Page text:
HIV is defined in the dictionary as either of two retroviruses that infect and destroy helper T cells of the immune system causing the marked reduction in their numbers that is diagnostic of AIDS. This prevalent illness has been seen increasing drastically in a number of third world countries in the past years and seems to continue to become more predominant as time persists.

Presently there are no therapeutic advancements in developing a vaccine that could provide an individual with a completely HIV free life. However, research is continuously being done in this field, and there have been some attempts that have enabled individuals to live HIV free for up to seven months. The current therapeutic treatment is an oral-drug known as ART (Antiretroviral therapy), which was developed in order to stop the reproducing and spreading of the HIV, once an individual was infected with HIV. Equating the increasing prevalence with the fact that there is still no therapeutic should raise awareness of the importance of this growing disease. Although, the current method of treatment does allow individuals to live with a relatively normal life, there have been know to be a number of conditions that still arise with age due to this infection.

Research has been done in the role of C-C chemokine receptors (type V) and its involvement in these HIV co-morbidities. Specifically looking at the insights in the influence of CCR5, which is a specific C-C chemokine receptor, with its ligands and how these function in the inflammatory trait of the conditions seen.



CCR5 G-protein coupled receptor showing the seven transmembrane domains, along with the extracellular and intracellular domains. (Public Domain)

CCR5 is a G-protein coupled receptor that has 7 transmembrane domains, and is most often expressed on a number of different leukocytes. It is most often known with regards to its involvement in the history of HIV. With the knowledge that this protein is associated ultimately with the expression of HIV, it would be reasonable to consider methods of gene expression as a possible therapeutic. Research has been done and has shown that CCR5 mutation has resulted in the resistance to infection or in some cases a slower advancement to AIDS.



Generic G-protein coupled receptor showing the membrane domains, general lipid membrane composition, binding sites, and important motifs responsible for certain functions. Credit: Wikipedia CC3.0


So…why have we not heard anything about this “cure” for aids? For what reasons have the news not reported these extraordinary results?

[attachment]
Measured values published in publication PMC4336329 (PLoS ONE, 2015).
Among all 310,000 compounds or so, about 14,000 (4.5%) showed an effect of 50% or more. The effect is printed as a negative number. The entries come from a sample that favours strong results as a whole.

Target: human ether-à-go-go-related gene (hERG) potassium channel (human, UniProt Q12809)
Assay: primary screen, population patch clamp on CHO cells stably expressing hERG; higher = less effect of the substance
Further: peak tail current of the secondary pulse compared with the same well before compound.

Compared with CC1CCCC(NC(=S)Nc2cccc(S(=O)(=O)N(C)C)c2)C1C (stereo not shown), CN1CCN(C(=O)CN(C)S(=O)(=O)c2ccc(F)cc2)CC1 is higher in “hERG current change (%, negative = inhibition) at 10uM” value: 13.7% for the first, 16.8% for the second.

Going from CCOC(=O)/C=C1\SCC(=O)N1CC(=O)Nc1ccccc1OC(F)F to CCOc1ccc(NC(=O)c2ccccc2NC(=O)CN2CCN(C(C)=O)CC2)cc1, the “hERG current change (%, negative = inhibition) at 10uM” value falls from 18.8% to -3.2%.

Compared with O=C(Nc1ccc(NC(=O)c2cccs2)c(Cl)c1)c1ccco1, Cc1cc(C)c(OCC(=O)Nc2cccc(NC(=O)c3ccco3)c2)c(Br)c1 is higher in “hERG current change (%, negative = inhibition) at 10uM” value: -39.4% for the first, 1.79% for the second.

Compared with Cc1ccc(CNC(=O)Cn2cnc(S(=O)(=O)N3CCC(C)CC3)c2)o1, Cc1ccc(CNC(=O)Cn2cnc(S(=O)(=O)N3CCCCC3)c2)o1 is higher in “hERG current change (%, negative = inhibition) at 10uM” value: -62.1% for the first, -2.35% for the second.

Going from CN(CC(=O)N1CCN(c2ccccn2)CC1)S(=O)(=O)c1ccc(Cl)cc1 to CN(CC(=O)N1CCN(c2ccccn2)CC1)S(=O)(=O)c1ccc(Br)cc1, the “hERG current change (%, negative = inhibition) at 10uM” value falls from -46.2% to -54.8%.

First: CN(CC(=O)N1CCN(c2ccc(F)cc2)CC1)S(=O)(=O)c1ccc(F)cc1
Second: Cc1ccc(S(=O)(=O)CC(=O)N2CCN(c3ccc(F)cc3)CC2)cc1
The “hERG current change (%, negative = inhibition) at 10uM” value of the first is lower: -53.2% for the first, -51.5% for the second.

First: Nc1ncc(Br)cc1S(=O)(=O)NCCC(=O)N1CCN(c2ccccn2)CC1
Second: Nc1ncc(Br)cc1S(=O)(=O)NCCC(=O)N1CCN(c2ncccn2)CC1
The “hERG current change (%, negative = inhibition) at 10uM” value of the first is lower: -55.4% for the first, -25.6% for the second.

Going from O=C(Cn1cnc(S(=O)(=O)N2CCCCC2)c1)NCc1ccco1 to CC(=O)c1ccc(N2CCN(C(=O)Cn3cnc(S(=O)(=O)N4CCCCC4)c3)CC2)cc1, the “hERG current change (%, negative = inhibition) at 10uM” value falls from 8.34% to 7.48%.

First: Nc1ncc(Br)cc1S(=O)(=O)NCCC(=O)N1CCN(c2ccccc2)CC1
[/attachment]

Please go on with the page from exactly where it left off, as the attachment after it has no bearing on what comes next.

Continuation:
First, we need to know how these chemokine receptors are related to the efficiency of HIV infection. Chemokine receptors have been known to be related in controlling the migration of lymphocytes as well as many other pathological functions. CCR5 chemokine receptors specifically are mainly expressed on the T-lymphocytes, NK cells, monocytes, macrophages and immature dendritic cells, which could likely explain the reason behind the effect of compromised immune function. These cells are all involved in the overall immune response of the body, and are compromised during infection of the HIV.


So, since the presence of this protein is thought to be required in order for the HIV to complete the infection process it would accurate to theoretically assume that in the absence of this receptor would be beneficial to the cause.


However, how would the absence of the CCR5 receptor affect other possible physiological and pathological processes?


Studies have looked at the relationship between the CCR5 receptor and its influences on other viral infections. Connections have been found between this receptor and the West Nile Virus and also the influenza virus. In both cases the deficiency of the receptor is seen to present a predisposition for the infection.


So, what makes these two viruses so different from the HIV virus that the effects differ so drastically?


Infection process of the Human Immunodeficiency Virus with the entry, replication, assembly, and release steps shown. Credit: Wikipedia CC3.0


Looking at the replication process of HIV we can see that the critical step in which the virus can become engulfed by the cell is when it interacts with the CCR5 receptor located in the extracellular matrix. This interaction is obviously facilitated by the association of the GP120/GP41 complex with the CCR5 receptor and the CD4 receptor.


It is highly probable that these differing viruses also have there own specific membrane components, and could have slightly different glycoproteins (GP) that differ in specificity for a specific receptor.


Human Immunodeficiency Virus. Credit: Wikipedia CC3.0 


Instead of searching for a therapeutic method in which the complete CCR5 receptor is knocked out, maybe there could be a method by which to decrease the affinity for the specific ligand that is carried by the HIV virion. If the specificity of the receptor could be altered instead of just removing the receptor entirely this might allow most other physiological aspects to proceed normally. This type of research along with maybe some further insight into gene expression could possibly provide the intervention for a disease that grows more and more virulent each day.


Time and again further knowledge is being gained in details regarding pathology and physiology, and with further knowledge come greater advancements in medical technology. Therapeutic development is a constant battle that when won changes the world.


The glory of medicine is that it is constantly moving forward, that there is always more to learn. The ills of today do not cloud the horizon of tomorrow, but act as a spur to greater effort.”

~William James Mayo